JEFFERSON — The 7-on-7 high school football tournaments weren’t necessarily created as a results-oriented endeavor.
Don’t tell that to the players.
Grayson’s interception of a Jefferson pass in overtime Friday at Memorial Stadium to seal the Rams' 30-20 victory and a Dragons 7-on-7 championship sent the bench into a series of chest-bumps and high fives.
The Rams are just six months removed from winning a thrilling Class AAAAAAA state title and the celebrations were eerily similar. The thrill of competition has a way of bringing that out in every competitor.
The 7-on-7 tournaments are the first organized events for teams to begin preparations for the upcoming season. Most programs will participate in three or four such events during the summer looking to hone offensive play-calling, develop rhythm for quarterback and receivers, and to give pass defenses a chance to build chemistry in today’s up-tempo world of high school football.
Three area teams -- Jefferson along with Gainesville and Lanier -- took part in the Jefferson tournament and each were able to find more than enough positives after Friday’s action.
A runner-up showing for Jefferson had new coach Gene Cathcart smiling.
“We had a lot of quality teams here and they could all play,” Cathcart said. “This was a good day for us. We had our passing offense get time together and the whole group just really competed out there.”
The Dragons were the only local team to come into Friday’s tournament sporting a starting quarterback from last season. Gainesville will have its fifth starting quarterback in the last five seasons (beginning with Deshaun Watson’s senior season) and gave newcomer Tre Luttrell, junior, plenty of work behind center.
The young Red Elephants finished the day 3-5 and were knocked out in the first elimination round by Grayson, who was being led by DJ Irons, Gainesville’s starter last season.
“It’s a process. This is just the beginning,” Gainesville coach Bruce Miller said. “We are a mighty young team. This was the first time in this format for most of these kids.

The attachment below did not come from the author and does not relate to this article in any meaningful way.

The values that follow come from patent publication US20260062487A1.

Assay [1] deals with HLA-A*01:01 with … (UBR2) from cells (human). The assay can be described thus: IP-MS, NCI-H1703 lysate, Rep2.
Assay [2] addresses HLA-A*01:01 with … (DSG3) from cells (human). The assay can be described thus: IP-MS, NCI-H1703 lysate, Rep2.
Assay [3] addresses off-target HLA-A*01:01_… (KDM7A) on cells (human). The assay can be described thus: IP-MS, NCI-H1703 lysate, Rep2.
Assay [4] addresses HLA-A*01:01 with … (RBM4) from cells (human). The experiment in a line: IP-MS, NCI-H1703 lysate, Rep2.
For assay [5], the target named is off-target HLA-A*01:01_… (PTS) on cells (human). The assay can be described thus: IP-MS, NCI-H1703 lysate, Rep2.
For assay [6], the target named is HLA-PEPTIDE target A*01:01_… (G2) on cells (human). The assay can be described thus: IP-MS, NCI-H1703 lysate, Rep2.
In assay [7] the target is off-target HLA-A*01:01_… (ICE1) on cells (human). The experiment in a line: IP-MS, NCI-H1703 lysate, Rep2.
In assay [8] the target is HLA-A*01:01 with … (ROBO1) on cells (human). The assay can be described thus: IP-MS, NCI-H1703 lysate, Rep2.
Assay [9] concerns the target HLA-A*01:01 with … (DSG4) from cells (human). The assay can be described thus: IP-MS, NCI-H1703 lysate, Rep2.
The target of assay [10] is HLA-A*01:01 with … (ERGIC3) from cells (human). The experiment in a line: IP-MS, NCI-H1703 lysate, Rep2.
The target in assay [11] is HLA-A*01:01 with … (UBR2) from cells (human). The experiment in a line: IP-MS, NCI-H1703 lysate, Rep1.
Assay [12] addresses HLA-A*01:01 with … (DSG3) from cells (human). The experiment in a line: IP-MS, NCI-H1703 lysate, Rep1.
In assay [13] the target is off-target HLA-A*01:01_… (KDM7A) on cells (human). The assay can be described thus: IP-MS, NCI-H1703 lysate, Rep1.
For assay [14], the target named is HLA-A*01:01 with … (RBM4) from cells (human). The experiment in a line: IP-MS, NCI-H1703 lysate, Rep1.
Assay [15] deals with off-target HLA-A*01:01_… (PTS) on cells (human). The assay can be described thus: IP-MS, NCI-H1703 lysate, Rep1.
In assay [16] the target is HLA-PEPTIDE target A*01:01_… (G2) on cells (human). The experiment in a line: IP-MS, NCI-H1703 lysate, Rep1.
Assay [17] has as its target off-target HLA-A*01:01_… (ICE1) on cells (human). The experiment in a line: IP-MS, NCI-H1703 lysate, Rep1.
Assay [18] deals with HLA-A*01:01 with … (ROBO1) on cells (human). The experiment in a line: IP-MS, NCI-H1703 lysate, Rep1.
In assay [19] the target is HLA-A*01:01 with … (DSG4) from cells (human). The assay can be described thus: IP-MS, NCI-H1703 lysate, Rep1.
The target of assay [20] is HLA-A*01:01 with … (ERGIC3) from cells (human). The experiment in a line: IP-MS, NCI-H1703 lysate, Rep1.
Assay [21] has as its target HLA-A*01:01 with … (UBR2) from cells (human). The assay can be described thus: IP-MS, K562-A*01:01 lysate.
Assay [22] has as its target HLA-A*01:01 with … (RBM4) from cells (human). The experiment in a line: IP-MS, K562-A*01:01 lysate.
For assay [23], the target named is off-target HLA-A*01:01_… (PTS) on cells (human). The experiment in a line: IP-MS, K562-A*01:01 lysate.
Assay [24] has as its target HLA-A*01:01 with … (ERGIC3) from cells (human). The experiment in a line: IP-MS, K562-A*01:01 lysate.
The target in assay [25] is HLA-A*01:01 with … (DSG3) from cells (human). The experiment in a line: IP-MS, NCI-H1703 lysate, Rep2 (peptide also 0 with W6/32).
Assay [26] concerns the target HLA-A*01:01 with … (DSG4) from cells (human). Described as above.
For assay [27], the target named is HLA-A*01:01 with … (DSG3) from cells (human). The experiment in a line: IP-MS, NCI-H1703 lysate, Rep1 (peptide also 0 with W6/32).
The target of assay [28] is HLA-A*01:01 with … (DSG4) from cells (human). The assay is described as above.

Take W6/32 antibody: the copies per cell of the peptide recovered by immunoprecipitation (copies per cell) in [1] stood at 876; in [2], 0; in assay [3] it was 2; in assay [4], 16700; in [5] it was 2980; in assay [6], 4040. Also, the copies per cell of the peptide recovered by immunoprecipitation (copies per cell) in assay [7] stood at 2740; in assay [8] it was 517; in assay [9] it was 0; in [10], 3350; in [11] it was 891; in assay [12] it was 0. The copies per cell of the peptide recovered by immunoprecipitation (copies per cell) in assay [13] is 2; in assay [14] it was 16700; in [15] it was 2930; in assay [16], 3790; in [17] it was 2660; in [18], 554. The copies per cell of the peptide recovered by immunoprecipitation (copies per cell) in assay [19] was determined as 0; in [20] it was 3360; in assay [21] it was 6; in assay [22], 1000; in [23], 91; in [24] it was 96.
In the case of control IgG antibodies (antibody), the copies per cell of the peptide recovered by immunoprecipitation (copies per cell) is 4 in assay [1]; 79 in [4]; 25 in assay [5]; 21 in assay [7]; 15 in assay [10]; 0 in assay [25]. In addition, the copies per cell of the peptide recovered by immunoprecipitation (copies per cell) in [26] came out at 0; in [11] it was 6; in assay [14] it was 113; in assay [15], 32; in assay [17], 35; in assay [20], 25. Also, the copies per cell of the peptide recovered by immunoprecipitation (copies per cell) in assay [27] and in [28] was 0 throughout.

“Tre had his bright spots and not so bright spots. But he got some good experience and he’ll learn from this.”
Lanier, which was also coming into the season with a new signal-caller in junior Zach Calzada, fell to Alpharetta in the first elimination round but managed to go 7-2 on the afternoon.
“We had a pretty good day. We always look to win but (the 7-on-7) tournaments allow you to work on some things. The guys really competed, especially on defense. We made a lot of (defensive) stops in a format that is designed for the offense.
“Zach had a good day. We’re really working with him to fine-tune some things as far as leadership. But we still have three more (tournaments) over the next month or so and I expect there to be a lot of progress made by the end of those.”
In the championship game the Dragons were just seconds away from knocking off Grayson for the title leading by as much as 20-12 and then clinging to a 20-18 lead in the final minute. The Dragons drove inside the Rams 5 but three attempts to score and seal the win were thwarted by a uber-talented secondary.
Teams are awarded two points for a defensive stop, which tied the game and sent it to overtime. Grayson scored on its opening possession for a 27-20 lead and then picked off a Bryce Moore pass on the final play of the game. Moore, a senior and the Dragons starter two years ago, split time with Colby Clark, who took over starting duties last year to form a devastating ground attack with running back Colby Wood.
“Both Bryce and Colby looked good. Bryce is a better runner than he is given credit for and Colby is a better passer than he is given credit for,” Cathcart said. “The problem is that it’s hard to take Colby off the defense. I think he played at every secondary position today. We feel like we’re in a good position and we’re going to use (the 7-on-7 tournaments) to see what works best for us.”